Retail Renovation of the Year
Renovation -- Department Store
"The Fifth Avenue Man/D-Bar"
Saks Fifth Avenue, Beverly Hills, Calif.
Submitted by: Saks Fifth Avenue, New York
Prior to realizing its potential as retail space, Saks had used the basement in its Beverly Hills men’s apparel location for storage. When the company decided to repurpose the area, “the biggest challenge was getting people downstairs,” says Harry Cunningham, svp, store planning and design, Saks Fifth Avenue (New York). “We had an elevator, but we didn’t think that was enough … which is where [building] the staircase came in.”
The main floor was strategically opened for the stairwell next to a large window to provide visibility into the lower level and allow for natural light. The staircase, from the start of install to completion, took three months to build and features a hand-wrapped leather rail, sewn on-site by artisans.
Saks’ John Allan’s mens grooming salon and a denim bar, dubbed D-Bar, inhabits the newly opened space. Along with a myriad of denim brands, the D-Bar houses a pool table and a functional bar that serves refreshments.
A driveway material comprises most of the floor. “It had to be poured constantly, there was no stop-start,” Cunningham says. “It was a long process and we just had to go for it and hope for the best.” The result was a sand-like surface and, when paired with wood floors, created a boardwalk/ocean aesthetic, a nod to the California locale.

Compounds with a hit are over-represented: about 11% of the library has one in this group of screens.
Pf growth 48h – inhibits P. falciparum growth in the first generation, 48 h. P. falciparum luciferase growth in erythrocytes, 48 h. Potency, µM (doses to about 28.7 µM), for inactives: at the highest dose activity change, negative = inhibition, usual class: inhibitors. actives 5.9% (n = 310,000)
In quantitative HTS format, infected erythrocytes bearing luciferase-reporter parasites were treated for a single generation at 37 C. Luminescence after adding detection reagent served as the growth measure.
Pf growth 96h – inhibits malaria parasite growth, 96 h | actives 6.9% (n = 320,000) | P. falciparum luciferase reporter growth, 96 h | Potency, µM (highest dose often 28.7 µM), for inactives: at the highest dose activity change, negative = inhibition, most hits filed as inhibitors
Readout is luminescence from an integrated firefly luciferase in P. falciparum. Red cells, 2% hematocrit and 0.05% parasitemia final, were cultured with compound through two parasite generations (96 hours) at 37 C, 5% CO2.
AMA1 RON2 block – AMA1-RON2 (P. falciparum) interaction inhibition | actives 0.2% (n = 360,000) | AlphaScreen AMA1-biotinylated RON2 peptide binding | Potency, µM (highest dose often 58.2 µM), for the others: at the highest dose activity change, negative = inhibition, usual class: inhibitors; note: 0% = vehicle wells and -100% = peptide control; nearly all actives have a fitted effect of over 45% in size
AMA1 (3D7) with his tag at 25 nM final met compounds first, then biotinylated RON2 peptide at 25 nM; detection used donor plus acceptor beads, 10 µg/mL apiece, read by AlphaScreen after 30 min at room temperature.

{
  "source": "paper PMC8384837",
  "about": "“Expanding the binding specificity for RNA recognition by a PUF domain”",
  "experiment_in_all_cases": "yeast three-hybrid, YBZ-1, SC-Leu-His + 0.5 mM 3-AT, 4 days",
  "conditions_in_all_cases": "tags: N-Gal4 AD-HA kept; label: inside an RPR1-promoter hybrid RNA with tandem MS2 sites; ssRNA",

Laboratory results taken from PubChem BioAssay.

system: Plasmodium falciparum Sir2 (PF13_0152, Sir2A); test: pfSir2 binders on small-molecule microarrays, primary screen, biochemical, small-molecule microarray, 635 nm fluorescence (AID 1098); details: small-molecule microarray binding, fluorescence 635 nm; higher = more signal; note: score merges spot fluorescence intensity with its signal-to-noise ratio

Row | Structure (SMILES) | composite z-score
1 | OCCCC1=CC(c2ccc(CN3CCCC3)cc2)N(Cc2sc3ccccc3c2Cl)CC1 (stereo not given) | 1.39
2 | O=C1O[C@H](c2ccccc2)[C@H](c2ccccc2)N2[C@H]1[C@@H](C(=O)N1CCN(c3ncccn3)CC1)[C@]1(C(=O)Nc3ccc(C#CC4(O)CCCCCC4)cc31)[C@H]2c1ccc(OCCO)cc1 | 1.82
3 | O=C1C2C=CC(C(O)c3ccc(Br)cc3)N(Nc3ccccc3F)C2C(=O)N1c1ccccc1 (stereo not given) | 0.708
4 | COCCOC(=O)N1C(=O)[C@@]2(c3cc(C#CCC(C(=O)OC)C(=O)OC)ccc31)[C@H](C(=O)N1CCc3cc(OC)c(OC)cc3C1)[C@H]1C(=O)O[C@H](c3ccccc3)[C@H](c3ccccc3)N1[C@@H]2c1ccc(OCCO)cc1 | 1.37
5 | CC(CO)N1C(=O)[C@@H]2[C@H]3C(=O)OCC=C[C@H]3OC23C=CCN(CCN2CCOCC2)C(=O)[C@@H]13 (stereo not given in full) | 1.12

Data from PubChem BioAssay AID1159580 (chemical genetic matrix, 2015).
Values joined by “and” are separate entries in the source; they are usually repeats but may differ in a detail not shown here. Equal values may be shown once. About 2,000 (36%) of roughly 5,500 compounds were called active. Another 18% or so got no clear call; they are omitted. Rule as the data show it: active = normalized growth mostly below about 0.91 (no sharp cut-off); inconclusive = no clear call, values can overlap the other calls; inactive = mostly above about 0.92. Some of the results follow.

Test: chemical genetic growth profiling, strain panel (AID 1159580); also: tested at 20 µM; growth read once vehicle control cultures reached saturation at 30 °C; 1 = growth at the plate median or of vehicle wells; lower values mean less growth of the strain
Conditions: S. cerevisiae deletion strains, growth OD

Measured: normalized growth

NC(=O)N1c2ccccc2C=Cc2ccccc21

The Los Angeles-based architecture and design firm Marmol Radziner helped design D-Bar and specified the gabion light boxes. The remaining displays are modular, to accommodate special events.
The curated artwork, including the worn cowboy hats arranged in a spiral, were mostly sourced from local vintage stores and home furnishing retailers like HD Buttercup (Los Angeles).
Created in collaboration with CBX (New York), the upper floors house the Fifth Avenue Man collection and the largest shoe assortment at any Saks to-date. Wound copper and stainless steel mesh material on the walls visually unites rooms. “We wanted something with a little sparkle that could still feel raw and masculine,” Cunningham says.
Large, custom tables and other furniture pieces help complete the visual journey between collections.
“It’s a nice change from the white-on-white department stores,” says one of this year’s competition judges, Amanda Sarver, interior designer, Kroger (Cincinnati).
“They created a younger world downstairs,” says Claudia Cerchiara, client leader – retail, BHDP Architecture (Cincinnati), another judge. “It’s so different than any current Saks store.”
For more first place winners and honorable mentions from VMSD's 2014 Renovation Competition, please check vmsd.com throughout the month of September for parts I-VII.